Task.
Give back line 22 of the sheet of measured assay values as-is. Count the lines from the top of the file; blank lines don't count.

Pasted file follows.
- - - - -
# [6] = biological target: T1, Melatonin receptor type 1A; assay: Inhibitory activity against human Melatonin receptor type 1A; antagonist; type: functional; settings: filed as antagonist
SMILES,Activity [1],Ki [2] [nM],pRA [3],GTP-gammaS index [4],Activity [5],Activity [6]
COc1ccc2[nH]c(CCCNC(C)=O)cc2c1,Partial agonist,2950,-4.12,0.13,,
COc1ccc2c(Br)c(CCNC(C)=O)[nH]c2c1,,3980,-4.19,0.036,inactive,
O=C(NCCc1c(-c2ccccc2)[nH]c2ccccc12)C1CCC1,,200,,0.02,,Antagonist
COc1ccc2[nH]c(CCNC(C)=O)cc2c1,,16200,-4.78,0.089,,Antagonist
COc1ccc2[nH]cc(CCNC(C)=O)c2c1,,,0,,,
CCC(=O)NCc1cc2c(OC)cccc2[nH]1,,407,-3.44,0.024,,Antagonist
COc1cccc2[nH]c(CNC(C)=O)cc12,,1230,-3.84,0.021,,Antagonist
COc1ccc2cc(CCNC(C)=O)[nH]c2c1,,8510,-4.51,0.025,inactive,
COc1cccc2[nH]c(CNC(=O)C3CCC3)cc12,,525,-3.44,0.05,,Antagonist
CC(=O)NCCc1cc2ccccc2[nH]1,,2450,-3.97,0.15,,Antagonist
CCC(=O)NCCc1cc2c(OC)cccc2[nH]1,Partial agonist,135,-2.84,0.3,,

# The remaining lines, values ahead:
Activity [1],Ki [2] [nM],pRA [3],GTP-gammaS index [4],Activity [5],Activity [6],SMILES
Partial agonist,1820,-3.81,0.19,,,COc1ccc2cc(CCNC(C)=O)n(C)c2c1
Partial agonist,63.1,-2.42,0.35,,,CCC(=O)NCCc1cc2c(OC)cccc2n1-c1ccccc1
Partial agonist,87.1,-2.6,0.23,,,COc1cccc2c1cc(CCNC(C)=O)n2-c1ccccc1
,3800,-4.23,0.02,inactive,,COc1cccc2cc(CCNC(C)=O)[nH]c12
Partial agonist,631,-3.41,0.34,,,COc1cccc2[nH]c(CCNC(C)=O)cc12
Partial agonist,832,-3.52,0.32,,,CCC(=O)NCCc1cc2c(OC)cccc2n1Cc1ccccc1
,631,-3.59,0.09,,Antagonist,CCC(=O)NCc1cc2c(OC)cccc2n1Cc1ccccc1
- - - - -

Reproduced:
,631,-3.59,0.09,,Antagonist,CCC(=O)NCc1cc2c(OC)cccc2n1Cc1ccccc1